Subgenus Petermattinglyius Reinert, Harbach & Kitching, 2009

Type species: 

Aedes iyengari Edwards, 1923.


Subfamily Culicinae, tribe Aedini, genus Aedes. Subgenus Petermattinglyius includes five species classified in two species groups, the Aglaonotus and Petermattinglyius Groups. Subgenus abbreviation – Pet.


Characters that diagnose Pseudarmigeres in the phylogeny of Aedini recovered in the study of Reinert et al. (2009) are indicated by an asterisk (*). ADULTS – Vertex with broad decumbent scales, erect scales mainly on occiput; *eyes contiguous above antennal pedicels; maxillary palpus of females with pale scales distally (pale scales absent in Ae. whartoni and Ae. punctipes), *maxillary palpus of males with palpomeres 4 and 5 slightly downturned, palpomere 5 with pale scales at least basally (dark-scaled in Ae. whartoni); proboscis longer than forefemur, entirely dark-scaled in females, with narrow pale band distal to mid-length in males (entirely dark-scaled in Ae. whartoni); scutum with at least posterior 0.25 covered with broad scales that extend anteriorly over supraalar areas; acrostichal setae and dorsocentral setae absent; scutellum covered with broad dark scales; paratergite with pale scales; antepronotum and postpronotum with broad scales, sometimes also with narrow scales; postspiracular area without scales, subspiracular area, upper proepisternum, upper and lower areas of mesokatepisternum and mesepimeron with broad pale scales; prealar scales present or absent; lower mesepimeral setae present (absent in Ae. whartoni); wing dark-scaled with *pale patch at base of costa; *remigium with dorsal setae; upper calypter with setae on margin; alula with dark scales on posterior margin and few broad dark scales above marginal scales; postprocoxal membrane with broad pale scales (absent in Ae. whartoni); *all femora with preapical pale band and pale scales at apex; *tibiae with several median pale bands or spots (absent in Ae. whartoni); hindtarsomere 1 with pale basal and pale apical spots and 2 median bands (latter absent in Ae. whartoni); ungues all equal and simple in females, fore- and midungues unequal in males, larger unguis with one tooth (midunguis of Ae. franciscoi without tooth); abdominal tergum I with basomedian pale patch (absent in Ae. whartoni) and broad pale scales on laterotergite; segment VII laterally compressed in females. FEMALE GENITALIA – Tergum VIII and sternum VIII with numerous broad scales, sternum with *seta 2-S inserted lateral to seta 1-S; tergum IX wider than long, with median caudal emargination separating rounded lobes, each with 1–6 setae (rarely 1 lobe without setae); postgenital lobe with emargination; lower vaginal sclerite absent; insula tongue-like, with 2–4 distal tuberculi, without setae; 3 spermathecal capsules. MALE GENITALIA – Tergum IX lobes setose; sternum IX with 1 or more posterior setae; gonocoxite with numerous broad scales on lateral and ventral surfaces, dorsal surface with several short flattened setae distally on mesal margin (absent in Ae. whartoni), ventral surface with small patch of long setae proximally on mesal margin (less well developed in Ae. franciscoi), gonostylus attached apically, *gonostylus/gonocoxite index ≥ 0.73, single *preapical gonostylar claw inserted some distance from apex; claspette a small basal plaque with several short setae; aedeagus comprised of 2 lateral sclerites, each with elongate lateral teeth extending from base to apex; cercal setae absent. LARVAE – Antenna short, without spicules (long with few spicules in Ae. whartoni); seta 1-C single; seta 4-C multi-branched, inserted mesal and slightly posterior to seta 6-C; seta 5-C single, inserted posterior to setae 4,6,7-C; seta 12-C branched, inserted mesal to seta 13-C; seta 13-C single, longer than seta 12-C; *seta 14-C single; seta 19-C absent; setae 1–3-P not on common setal support plate; seta 6-P single, longer than branched setae 5,7-P; seta 5-M single, noticeably longer than setae 6,7-M; seta 6-I–V double, aciculate; seta 7-I single or double; seta 12-I absent; seta 8-II with 2 or 3 branches; seta 1-VII noticeably longer than saddle; siphon relatively short (long in Ae. whartoni), seta 1-S single, inserted distal to pecten; saddle incomplete ventrally; seta 1-X single, inserted on saddle; ventral brush (seta 4-X) with several 2–4 branched setae inserted on grid with transverse bars and *2 branched precratal setae. PUPAE – Trumpet with weakly developed tracheoid area; seta 6-CT single, much shorter than seta 7-CT; seta 11-CT longer than seta 12-CT, both single; seta 1-II short, double, rarely triple; seta 3-II,III long, single; seta 6-VII inserted mesal and posterior to seta 9-VII; seta 9-VIII with 2–5 branches; paddle with very shallow apical emargination and fringe of hair-like spicules on outer and inner margins (absent in Ae. whartoni); seta 1-Pa short, single (branched in Ae. whartoni). See Aedes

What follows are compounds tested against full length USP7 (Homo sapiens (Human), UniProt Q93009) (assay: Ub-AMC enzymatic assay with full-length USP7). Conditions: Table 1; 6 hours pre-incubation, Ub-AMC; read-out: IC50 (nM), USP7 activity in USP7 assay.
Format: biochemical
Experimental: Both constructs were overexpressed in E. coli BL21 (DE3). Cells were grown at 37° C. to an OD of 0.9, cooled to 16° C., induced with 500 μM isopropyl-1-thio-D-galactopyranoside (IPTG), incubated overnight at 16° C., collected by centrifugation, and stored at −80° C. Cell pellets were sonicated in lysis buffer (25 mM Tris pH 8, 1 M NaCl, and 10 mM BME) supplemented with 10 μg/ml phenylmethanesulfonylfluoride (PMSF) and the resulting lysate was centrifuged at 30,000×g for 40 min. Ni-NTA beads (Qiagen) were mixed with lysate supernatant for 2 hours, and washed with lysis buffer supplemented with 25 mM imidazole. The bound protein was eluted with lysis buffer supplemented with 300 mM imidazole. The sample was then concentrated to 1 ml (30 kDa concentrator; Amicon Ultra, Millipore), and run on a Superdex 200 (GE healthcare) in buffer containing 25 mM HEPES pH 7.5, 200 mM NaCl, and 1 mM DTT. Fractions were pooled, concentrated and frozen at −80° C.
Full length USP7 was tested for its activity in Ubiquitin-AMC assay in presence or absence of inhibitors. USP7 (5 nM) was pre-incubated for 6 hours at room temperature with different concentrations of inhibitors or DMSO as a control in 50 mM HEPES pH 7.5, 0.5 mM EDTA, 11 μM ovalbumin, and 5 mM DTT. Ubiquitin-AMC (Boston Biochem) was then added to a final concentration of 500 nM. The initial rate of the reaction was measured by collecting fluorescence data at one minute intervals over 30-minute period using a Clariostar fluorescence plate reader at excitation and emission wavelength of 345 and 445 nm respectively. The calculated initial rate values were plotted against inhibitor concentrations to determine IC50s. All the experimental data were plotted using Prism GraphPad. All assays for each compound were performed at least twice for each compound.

Phylogenetic relationships: 

Petermattinglyius was recovered as the sister to (Alanstonea + Pseudarmigeres) + Heizmannia in the morphology-based phylogeny of Reinert et al. (2009), and that clade was sister to another comprised of subgenus Lorrainea + (((genus Udaya + (subgenus Belkinius + genus Zeugnomyia)) + (genus Eretmapodites + genus Armigeres)). Petermattinglyius was recovered as the sister of genus Heizmannia + subgenus Pseudarmigeres in the study of Wilkerson et al. (2015).

Bionomics and disease relations: 

The immature stages of Petermattinglyius species are normally found in bamboo and occasionally in holes in trees or logs. Females have been collected biting humans, in human-baited traps and light traps, and resting in houses.

Species of subgenus Petermattinglyius are not known to be of medical importance to humans.


Bangladesh, India, Indonesia, Malaysia, Myanmar, Singapore and Thailand.

Principal references: 

Reinert, 1970 (Southeast Asia, as Diceromyia); Reinert et al., 2009 (as genus, morphology, phylogeny); Rattanarithikul et al., 2010 (as genus, Thailand, keys, bionomics); Reinert, 2010 (fas genus, emale genitalia[/no-lexcion]); Wilkerson et al., 2015 (phylogeny, classification)..

Species groups: 
Scratchpads developed and conceived by (alphabetical): Ed Baker, Katherine Bouton Alice Heaton Dimitris Koureas, Laurence Livermore, Dave Roberts, Simon Rycroft, Ben Scott, Vince Smith